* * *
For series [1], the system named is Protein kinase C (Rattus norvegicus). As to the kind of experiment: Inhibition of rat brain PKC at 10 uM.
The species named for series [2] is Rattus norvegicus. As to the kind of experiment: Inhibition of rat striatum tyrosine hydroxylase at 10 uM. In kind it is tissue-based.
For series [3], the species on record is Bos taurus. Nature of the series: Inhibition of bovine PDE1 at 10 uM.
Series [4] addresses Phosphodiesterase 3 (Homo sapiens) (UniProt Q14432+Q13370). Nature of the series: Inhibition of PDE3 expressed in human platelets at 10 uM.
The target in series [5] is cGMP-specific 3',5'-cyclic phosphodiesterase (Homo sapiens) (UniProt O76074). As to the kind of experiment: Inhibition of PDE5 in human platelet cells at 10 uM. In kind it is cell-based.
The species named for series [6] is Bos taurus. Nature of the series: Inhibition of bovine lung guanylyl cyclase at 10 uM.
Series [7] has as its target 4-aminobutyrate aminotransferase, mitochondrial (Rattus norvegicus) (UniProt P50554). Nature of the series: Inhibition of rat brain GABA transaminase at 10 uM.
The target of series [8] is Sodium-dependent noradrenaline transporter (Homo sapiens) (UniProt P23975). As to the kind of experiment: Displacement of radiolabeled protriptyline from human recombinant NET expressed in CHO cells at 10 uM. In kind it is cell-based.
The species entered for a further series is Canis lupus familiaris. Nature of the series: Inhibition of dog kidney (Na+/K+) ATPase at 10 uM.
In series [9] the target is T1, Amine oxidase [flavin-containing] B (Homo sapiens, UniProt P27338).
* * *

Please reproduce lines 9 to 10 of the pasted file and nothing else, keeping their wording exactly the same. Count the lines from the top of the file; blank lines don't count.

The species entered for a further series is Canis lupus familiaris. Nature of the series: Inhibition of dog kidney (Na+/K+) ATPase at 10 uM.
In series [9] the target is T1, Amine oxidase [flavin-containing] B (Homo sapiens, UniProt P27338).